New Hampshire Vote On Quitting Real ID Shows Act's Troubles

May 5, 2006 12:00 am

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Statement of Barry Steinhardt Director, ACLU Technology and Liberty Project

NEW YORK — Last night, the New Hampshire Senate narrowly defeated a measure that would have rejected the Real ID Act. Passage would have seriously disrupted the unified national identity card system that proponents are hoping to create. Nevertheless, while the Real ID Act continues to cling to life, having dodged a bullet in the Granite State, the Act is still deeply troubled and will remain so despite having survived its latest crisis.

It is amazing how this little piece of legislation in tiny New Hampshire became a national (indeed, international) story. It passed the state House of Representatives, and came within 3 votes of passing the Senate, even though Real ID’s backers in Washington brought a lot of pressure to bear on state senators. And this in one of the only two states that were actually getting any money to comply with Real ID (New Hampshire is receiving a $3 million grant – a fraction of its likely costs to comply with the Act).

The pro-freedom forces have been blocked for now, but Real ID continues to have a lot of powerful opponents in New Hampshire, and the door is still open for future action. Opponents of Real ID from across the political spectrum will take heart from how close a broad coalition came to defeating Real ID in New Hampshire; there are of course 49 other states in the Union, any of which could kill this legislation. Many people – from gun owners and privacy advocates to state officials and religious groups – take a very dim view of Real ID, whether because of its frightening implications for privacy, the multi-billion-dollar unfunded mandates it will impose on the states, or the ill-considered and impractical nature of its requirements (as illustrated by the survey of state motor vehicle administrators that was made public in January).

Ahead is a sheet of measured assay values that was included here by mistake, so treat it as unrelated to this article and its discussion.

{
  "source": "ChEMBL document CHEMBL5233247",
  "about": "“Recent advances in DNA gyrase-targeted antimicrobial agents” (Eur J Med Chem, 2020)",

Real ID’s funeral has been averted for the moment, but it remains an unnatural creation of behind-the-scenes maneuvering in Washington, which was never even put up for an up-or-down vote by Congress, and despite the narrow loss, New Hampshire’s legislature has clearly shown just how troubled this measure truly is.

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